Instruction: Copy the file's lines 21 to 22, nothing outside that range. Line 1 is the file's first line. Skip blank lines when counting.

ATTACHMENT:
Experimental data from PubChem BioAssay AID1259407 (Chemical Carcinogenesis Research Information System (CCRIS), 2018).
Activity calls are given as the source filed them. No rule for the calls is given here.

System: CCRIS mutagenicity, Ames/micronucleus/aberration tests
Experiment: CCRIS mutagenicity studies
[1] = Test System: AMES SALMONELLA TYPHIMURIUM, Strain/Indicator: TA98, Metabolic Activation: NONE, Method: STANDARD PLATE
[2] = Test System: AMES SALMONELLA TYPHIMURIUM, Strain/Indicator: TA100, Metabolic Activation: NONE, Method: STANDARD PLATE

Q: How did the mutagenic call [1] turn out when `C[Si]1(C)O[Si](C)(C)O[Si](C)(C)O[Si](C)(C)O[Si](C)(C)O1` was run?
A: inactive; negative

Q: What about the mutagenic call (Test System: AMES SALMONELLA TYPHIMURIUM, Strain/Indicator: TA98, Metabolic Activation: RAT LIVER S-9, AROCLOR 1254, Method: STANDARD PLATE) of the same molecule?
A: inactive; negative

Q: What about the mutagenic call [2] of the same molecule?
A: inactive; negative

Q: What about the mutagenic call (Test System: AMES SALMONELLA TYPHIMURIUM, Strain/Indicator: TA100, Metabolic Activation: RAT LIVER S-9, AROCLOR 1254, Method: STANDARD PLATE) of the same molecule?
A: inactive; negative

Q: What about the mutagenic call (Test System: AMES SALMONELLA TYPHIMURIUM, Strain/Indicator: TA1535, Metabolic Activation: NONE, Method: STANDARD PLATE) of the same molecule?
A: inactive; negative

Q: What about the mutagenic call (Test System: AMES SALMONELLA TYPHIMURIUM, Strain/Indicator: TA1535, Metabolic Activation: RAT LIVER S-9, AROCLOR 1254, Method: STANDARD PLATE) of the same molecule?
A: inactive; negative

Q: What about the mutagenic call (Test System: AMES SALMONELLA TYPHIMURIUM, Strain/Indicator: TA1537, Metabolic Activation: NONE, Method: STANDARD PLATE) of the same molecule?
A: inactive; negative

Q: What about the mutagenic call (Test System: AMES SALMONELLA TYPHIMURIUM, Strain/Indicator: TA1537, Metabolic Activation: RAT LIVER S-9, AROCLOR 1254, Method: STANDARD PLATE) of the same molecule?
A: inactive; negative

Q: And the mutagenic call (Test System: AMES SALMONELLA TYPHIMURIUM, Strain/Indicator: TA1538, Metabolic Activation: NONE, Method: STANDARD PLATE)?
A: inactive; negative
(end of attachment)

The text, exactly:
Q: What about the mutagenic call (Test System: AMES SALMONELLA TYPHIMURIUM, Strain/Indicator: TA1537, Metabolic Activation: RAT LIVER S-9, AROCLOR 1254, Method: STANDARD PLATE) of the same molecule?
A: inactive; negative